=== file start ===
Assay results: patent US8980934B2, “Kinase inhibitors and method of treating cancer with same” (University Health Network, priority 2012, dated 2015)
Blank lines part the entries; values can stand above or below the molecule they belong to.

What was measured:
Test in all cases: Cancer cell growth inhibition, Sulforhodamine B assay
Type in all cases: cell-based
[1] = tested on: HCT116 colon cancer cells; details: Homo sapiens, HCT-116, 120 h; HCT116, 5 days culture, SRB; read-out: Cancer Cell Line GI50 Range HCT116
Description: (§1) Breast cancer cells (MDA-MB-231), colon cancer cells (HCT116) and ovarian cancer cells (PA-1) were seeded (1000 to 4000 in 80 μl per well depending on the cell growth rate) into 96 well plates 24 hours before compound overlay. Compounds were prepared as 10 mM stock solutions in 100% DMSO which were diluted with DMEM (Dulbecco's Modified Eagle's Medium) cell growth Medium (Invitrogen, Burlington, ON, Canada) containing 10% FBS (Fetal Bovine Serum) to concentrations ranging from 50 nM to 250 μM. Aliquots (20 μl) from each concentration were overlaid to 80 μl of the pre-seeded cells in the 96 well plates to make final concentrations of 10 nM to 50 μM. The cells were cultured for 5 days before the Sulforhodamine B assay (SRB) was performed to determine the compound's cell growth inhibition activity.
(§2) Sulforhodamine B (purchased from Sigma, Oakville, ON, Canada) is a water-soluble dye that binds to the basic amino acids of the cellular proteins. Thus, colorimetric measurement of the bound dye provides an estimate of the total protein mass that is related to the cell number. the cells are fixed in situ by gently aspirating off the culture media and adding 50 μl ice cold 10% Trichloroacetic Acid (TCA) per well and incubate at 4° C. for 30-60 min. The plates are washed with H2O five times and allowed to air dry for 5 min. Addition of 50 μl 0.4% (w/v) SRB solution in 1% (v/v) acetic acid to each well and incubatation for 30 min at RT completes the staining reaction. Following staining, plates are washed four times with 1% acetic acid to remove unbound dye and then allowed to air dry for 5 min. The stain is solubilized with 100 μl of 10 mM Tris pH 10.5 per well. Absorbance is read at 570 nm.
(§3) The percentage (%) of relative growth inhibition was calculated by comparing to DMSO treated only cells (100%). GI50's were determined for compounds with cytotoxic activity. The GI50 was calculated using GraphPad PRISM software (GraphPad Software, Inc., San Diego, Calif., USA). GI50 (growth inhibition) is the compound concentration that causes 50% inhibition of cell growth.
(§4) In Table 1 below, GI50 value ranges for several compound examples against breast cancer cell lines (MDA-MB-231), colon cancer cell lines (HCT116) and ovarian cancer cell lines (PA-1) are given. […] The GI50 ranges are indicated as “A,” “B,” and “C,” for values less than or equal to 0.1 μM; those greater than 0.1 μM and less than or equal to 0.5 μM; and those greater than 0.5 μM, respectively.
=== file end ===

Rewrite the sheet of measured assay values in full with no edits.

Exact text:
Assay results: patent US8980934B2, “Kinase inhibitors and method of treating cancer with same” (University Health Network, priority 2012, dated 2015)
Blank lines part the entries; values can stand above or below the molecule they belong to.

What was measured:
Test in all cases: Cancer cell growth inhibition, Sulforhodamine B assay
Type in all cases: cell-based
[1] = tested on: HCT116 colon cancer cells; details: Homo sapiens, HCT-116, 120 h; HCT116, 5 days culture, SRB; read-out: Cancer Cell Line GI50 Range HCT116
Description: (§1) Breast cancer cells (MDA-MB-231), colon cancer cells (HCT116) and ovarian cancer cells (PA-1) were seeded (1000 to 4000 in 80 μl per well depending on the cell growth rate) into 96 well plates 24 hours before compound overlay. Compounds were prepared as 10 mM stock solutions in 100% DMSO which were diluted with DMEM (Dulbecco's Modified Eagle's Medium) cell growth Medium (Invitrogen, Burlington, ON, Canada) containing 10% FBS (Fetal Bovine Serum) to concentrations ranging from 50 nM to 250 μM. Aliquots (20 μl) from each concentration were overlaid to 80 μl of the pre-seeded cells in the 96 well plates to make final concentrations of 10 nM to 50 μM. The cells were cultured for 5 days before the Sulforhodamine B assay (SRB) was performed to determine the compound's cell growth inhibition activity.
(§2) Sulforhodamine B (purchased from Sigma, Oakville, ON, Canada) is a water-soluble dye that binds to the basic amino acids of the cellular proteins. Thus, colorimetric measurement of the bound dye provides an estimate of the total protein mass that is related to the cell number. the cells are fixed in situ by gently aspirating off the culture media and adding 50 μl ice cold 10% Trichloroacetic Acid (TCA) per well and incubate at 4° C. for 30-60 min. The plates are washed with H2O five times and allowed to air dry for 5 min. Addition of 50 μl 0.4% (w/v) SRB solution in 1% (v/v) acetic acid to each well and incubatation for 30 min at RT completes the staining reaction. Following staining, plates are washed four times with 1% acetic acid to remove unbound dye and then allowed to air dry for 5 min. The stain is solubilized with 100 μl of 10 mM Tris pH 10.5 per well. Absorbance is read at 570 nm.
(§3) The percentage (%) of relative growth inhibition was calculated by comparing to DMSO treated only cells (100%). GI50's were determined for compounds with cytotoxic activity. The GI50 was calculated using GraphPad PRISM software (GraphPad Software, Inc., San Diego, Calif., USA). GI50 (growth inhibition) is the compound concentration that causes 50% inhibition of cell growth.
(§4) In Table 1 below, GI50 value ranges for several compound examples against breast cancer cell lines (MDA-MB-231), colon cancer cell lines (HCT116) and ovarian cancer cell lines (PA-1) are given. […] The GI50 ranges are indicated as “A,” “B,” and “C,” for values less than or equal to 0.1 μM; those greater than 0.1 μM and less than or equal to 0.5 μM; and those greater than 0.5 μM, respectively.